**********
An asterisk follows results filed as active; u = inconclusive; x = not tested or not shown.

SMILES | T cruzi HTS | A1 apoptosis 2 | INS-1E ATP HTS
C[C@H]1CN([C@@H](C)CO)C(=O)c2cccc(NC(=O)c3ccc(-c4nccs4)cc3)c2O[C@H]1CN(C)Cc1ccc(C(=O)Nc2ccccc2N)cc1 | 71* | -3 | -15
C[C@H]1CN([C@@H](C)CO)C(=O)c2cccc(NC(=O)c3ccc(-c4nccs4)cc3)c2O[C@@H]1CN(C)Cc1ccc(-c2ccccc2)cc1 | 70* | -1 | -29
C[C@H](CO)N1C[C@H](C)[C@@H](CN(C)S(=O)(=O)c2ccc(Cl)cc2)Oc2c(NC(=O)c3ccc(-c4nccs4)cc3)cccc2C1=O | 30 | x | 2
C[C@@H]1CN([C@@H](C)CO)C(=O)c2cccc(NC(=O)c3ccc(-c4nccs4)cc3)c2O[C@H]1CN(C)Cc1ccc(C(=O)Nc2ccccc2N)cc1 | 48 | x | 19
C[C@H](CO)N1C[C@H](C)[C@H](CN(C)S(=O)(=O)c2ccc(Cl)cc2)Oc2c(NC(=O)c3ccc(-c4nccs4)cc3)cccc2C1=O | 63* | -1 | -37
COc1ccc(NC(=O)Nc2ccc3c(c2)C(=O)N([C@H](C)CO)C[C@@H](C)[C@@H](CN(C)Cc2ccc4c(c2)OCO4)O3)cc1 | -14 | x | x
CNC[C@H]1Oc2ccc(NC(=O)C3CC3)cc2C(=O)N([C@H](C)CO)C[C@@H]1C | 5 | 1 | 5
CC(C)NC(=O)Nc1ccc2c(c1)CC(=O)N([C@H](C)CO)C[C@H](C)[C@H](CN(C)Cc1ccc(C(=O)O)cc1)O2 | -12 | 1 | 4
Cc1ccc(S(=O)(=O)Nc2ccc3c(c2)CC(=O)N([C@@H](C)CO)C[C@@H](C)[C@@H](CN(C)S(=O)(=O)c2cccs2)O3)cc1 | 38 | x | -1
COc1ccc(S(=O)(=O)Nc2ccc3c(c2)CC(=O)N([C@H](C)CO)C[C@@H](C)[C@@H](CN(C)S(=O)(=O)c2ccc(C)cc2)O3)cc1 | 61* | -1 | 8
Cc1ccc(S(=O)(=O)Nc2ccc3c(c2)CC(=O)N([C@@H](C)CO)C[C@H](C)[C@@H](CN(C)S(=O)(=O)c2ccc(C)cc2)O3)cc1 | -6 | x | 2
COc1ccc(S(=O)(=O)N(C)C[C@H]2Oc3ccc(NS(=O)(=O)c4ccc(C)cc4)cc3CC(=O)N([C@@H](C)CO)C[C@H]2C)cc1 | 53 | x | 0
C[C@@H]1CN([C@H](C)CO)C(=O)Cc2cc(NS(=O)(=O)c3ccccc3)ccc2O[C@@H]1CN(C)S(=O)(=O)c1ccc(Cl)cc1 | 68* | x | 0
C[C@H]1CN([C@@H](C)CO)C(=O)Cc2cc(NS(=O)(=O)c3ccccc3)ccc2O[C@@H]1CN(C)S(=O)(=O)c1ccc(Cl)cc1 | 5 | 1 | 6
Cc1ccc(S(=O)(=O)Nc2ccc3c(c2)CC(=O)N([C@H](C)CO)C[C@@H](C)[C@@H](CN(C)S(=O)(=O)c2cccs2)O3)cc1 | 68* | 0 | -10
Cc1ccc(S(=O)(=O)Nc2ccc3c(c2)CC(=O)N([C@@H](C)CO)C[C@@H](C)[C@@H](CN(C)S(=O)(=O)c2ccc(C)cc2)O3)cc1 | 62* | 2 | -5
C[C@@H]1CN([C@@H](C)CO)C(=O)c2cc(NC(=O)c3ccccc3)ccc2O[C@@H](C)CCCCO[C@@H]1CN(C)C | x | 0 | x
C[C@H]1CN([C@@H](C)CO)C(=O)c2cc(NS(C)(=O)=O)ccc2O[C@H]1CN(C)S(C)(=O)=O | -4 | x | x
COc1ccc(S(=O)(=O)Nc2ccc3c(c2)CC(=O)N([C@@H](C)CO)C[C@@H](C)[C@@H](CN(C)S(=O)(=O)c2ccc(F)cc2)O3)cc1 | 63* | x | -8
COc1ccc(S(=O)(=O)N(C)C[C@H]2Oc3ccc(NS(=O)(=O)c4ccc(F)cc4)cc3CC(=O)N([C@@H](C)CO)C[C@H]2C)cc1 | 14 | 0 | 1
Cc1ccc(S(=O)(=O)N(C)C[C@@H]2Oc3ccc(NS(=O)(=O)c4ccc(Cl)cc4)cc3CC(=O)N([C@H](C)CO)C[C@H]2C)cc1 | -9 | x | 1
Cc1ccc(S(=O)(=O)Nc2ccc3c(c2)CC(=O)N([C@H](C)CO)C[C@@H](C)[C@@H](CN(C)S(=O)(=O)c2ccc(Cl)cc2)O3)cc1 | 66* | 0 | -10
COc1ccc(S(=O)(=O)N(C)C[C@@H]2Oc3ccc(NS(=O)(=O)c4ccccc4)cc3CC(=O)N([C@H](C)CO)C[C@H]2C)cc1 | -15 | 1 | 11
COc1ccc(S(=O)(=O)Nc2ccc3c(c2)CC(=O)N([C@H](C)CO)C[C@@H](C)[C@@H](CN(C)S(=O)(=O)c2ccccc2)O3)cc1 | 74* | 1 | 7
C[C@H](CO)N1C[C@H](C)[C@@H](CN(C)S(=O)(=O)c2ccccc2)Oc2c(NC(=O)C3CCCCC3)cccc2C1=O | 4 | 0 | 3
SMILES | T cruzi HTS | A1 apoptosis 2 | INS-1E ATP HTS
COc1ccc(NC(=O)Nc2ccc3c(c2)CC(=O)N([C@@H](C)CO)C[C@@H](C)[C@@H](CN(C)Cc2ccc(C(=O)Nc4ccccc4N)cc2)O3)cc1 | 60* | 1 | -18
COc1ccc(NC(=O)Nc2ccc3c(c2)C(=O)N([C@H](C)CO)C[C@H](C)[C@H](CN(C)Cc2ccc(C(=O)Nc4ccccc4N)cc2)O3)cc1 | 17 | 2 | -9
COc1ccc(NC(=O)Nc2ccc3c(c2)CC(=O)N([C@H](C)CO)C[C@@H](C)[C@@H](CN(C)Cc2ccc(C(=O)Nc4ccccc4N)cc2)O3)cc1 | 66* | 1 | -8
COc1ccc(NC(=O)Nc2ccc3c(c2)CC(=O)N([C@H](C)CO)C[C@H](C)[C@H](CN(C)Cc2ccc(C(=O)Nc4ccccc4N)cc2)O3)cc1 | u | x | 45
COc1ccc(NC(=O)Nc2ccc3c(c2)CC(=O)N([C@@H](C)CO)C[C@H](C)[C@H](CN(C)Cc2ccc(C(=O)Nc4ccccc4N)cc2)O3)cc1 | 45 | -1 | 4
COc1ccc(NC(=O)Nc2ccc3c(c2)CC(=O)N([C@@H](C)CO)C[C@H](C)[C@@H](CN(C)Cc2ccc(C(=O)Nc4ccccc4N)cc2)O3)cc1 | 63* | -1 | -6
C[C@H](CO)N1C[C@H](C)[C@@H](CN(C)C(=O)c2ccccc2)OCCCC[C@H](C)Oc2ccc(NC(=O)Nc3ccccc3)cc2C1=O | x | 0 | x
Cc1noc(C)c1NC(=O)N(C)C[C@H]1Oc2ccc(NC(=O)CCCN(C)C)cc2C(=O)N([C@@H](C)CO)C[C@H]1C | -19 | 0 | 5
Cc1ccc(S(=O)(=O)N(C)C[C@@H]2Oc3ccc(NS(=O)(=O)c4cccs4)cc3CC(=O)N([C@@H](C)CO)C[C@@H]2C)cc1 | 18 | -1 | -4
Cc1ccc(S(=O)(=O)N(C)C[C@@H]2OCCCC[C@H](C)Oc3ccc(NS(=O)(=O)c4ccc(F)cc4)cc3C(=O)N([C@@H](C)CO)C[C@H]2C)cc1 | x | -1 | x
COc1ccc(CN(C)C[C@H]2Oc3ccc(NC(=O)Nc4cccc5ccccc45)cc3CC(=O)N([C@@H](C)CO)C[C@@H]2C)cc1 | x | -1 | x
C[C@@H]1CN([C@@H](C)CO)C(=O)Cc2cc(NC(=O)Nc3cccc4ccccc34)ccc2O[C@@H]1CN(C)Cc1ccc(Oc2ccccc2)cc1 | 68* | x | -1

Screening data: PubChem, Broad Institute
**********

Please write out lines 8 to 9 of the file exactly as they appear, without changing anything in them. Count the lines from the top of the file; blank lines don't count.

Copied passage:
COc1ccc(NC(=O)Nc2ccc3c(c2)C(=O)N([C@H](C)CO)C[C@@H](C)[C@@H](CN(C)Cc2ccc4c(c2)OCO4)O3)cc1 | -14 | x | x
CNC[C@H]1Oc2ccc(NC(=O)C3CC3)cc2C(=O)N([C@H](C)CO)C[C@@H]1C | 5 | 1 | 5